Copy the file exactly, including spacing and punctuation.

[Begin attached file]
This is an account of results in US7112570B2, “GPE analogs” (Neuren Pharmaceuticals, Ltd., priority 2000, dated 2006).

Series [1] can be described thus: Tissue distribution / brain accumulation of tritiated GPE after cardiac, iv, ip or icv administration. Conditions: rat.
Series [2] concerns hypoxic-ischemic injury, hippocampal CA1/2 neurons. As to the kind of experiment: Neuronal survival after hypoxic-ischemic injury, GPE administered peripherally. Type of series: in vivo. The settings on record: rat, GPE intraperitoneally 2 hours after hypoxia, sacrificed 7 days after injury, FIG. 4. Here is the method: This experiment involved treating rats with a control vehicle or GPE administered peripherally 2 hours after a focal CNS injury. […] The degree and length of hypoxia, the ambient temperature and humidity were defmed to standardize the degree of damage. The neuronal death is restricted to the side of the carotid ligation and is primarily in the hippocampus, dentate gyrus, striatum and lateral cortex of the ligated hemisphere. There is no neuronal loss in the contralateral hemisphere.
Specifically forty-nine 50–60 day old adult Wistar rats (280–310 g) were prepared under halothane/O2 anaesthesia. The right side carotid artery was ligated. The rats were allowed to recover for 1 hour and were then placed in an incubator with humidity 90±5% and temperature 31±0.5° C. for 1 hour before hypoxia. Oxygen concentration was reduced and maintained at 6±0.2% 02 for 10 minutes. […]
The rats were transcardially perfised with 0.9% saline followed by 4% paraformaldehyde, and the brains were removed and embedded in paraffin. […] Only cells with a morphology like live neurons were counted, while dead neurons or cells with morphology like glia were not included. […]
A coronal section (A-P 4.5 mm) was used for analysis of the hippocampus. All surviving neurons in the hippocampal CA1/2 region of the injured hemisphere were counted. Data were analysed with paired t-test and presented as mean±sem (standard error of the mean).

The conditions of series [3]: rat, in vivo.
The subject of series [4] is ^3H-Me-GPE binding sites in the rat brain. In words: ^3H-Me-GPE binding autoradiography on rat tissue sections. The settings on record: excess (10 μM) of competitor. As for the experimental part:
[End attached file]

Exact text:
This is an account of results in US7112570B2, “GPE analogs” (Neuren Pharmaceuticals, Ltd., priority 2000, dated 2006).

Series [1] can be described thus: Tissue distribution / brain accumulation of tritiated GPE after cardiac, iv, ip or icv administration. Conditions: rat.
Series [2] concerns hypoxic-ischemic injury, hippocampal CA1/2 neurons. As to the kind of experiment: Neuronal survival after hypoxic-ischemic injury, GPE administered peripherally. Type of series: in vivo. The settings on record: rat, GPE intraperitoneally 2 hours after hypoxia, sacrificed 7 days after injury, FIG. 4. Here is the method: This experiment involved treating rats with a control vehicle or GPE administered peripherally 2 hours after a focal CNS injury. […] The degree and length of hypoxia, the ambient temperature and humidity were defmed to standardize the degree of damage. The neuronal death is restricted to the side of the carotid ligation and is primarily in the hippocampus, dentate gyrus, striatum and lateral cortex of the ligated hemisphere. There is no neuronal loss in the contralateral hemisphere.
Specifically forty-nine 50–60 day old adult Wistar rats (280–310 g) were prepared under halothane/O2 anaesthesia. The right side carotid artery was ligated. The rats were allowed to recover for 1 hour and were then placed in an incubator with humidity 90±5% and temperature 31±0.5° C. for 1 hour before hypoxia. Oxygen concentration was reduced and maintained at 6±0.2% 02 for 10 minutes. […]
The rats were transcardially perfised with 0.9% saline followed by 4% paraformaldehyde, and the brains were removed and embedded in paraffin. […] Only cells with a morphology like live neurons were counted, while dead neurons or cells with morphology like glia were not included. […]
A coronal section (A-P 4.5 mm) was used for analysis of the hippocampus. All surviving neurons in the hippocampal CA1/2 region of the injured hemisphere were counted. Data were analysed with paired t-test and presented as mean±sem (standard error of the mean).

The conditions of series [3]: rat, in vivo.
The subject of series [4] is ^3H-Me-GPE binding sites in the rat brain. In words: ^3H-Me-GPE binding autoradiography on rat tissue sections. The settings on record: excess (10 μM) of competitor. As for the experimental part: